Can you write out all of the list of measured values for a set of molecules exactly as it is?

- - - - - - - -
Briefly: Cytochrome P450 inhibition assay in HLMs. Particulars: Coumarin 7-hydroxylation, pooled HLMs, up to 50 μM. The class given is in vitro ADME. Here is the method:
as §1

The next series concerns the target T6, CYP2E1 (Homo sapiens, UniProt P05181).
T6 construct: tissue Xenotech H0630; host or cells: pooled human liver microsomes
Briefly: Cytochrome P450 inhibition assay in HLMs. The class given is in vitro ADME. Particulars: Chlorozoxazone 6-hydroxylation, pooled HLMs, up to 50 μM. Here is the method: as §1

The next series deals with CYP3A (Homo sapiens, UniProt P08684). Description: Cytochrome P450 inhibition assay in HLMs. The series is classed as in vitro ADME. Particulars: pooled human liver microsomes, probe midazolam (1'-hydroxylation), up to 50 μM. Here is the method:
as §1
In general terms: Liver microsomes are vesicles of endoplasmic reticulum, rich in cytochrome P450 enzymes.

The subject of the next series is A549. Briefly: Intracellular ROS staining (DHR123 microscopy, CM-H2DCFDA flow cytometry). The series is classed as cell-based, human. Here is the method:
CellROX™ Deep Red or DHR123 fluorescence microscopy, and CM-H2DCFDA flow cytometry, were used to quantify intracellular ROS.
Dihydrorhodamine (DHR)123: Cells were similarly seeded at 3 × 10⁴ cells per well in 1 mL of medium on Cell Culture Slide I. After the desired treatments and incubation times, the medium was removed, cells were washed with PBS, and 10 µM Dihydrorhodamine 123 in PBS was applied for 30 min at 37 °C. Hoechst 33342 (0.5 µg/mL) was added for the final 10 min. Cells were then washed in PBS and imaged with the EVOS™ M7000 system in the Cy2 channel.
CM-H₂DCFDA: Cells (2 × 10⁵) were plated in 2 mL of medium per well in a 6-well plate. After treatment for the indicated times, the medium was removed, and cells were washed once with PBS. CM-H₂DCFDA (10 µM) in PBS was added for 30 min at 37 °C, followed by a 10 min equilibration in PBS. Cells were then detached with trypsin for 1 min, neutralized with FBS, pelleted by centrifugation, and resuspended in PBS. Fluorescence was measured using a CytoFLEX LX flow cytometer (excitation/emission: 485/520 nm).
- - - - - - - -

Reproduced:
Briefly: Cytochrome P450 inhibition assay in HLMs. Particulars: Coumarin 7-hydroxylation, pooled HLMs, up to 50 μM. The class given is in vitro ADME. Here is the method:
as §1

The next series concerns the target T6, CYP2E1 (Homo sapiens, UniProt P05181).
T6 construct: tissue Xenotech H0630; host or cells: pooled human liver microsomes
Briefly: Cytochrome P450 inhibition assay in HLMs. The class given is in vitro ADME. Particulars: Chlorozoxazone 6-hydroxylation, pooled HLMs, up to 50 μM. Here is the method: as §1

The next series deals with CYP3A (Homo sapiens, UniProt P08684). Description: Cytochrome P450 inhibition assay in HLMs. The series is classed as in vitro ADME. Particulars: pooled human liver microsomes, probe midazolam (1'-hydroxylation), up to 50 μM. Here is the method:
as §1
In general terms: Liver microsomes are vesicles of endoplasmic reticulum, rich in cytochrome P450 enzymes.

The subject of the next series is A549. Briefly: Intracellular ROS staining (DHR123 microscopy, CM-H2DCFDA flow cytometry). The series is classed as cell-based, human. Here is the method:
CellROX™ Deep Red or DHR123 fluorescence microscopy, and CM-H2DCFDA flow cytometry, were used to quantify intracellular ROS.
Dihydrorhodamine (DHR)123: Cells were similarly seeded at 3 × 10⁴ cells per well in 1 mL of medium on Cell Culture Slide I. After the desired treatments and incubation times, the medium was removed, cells were washed with PBS, and 10 µM Dihydrorhodamine 123 in PBS was applied for 30 min at 37 °C. Hoechst 33342 (0.5 µg/mL) was added for the final 10 min. Cells were then washed in PBS and imaged with the EVOS™ M7000 system in the Cy2 channel.
CM-H₂DCFDA: Cells (2 × 10⁵) were plated in 2 mL of medium per well in a 6-well plate. After treatment for the indicated times, the medium was removed, and cells were washed once with PBS. CM-H₂DCFDA (10 µM) in PBS was added for 30 min at 37 °C, followed by a 10 min equilibration in PBS. Cells were then detached with trypsin for 1 min, neutralized with FBS, pelleted by centrifugation, and resuspended in PBS. Fluorescence was measured using a CytoFLEX LX flow cytometer (excitation/emission: 485/520 nm).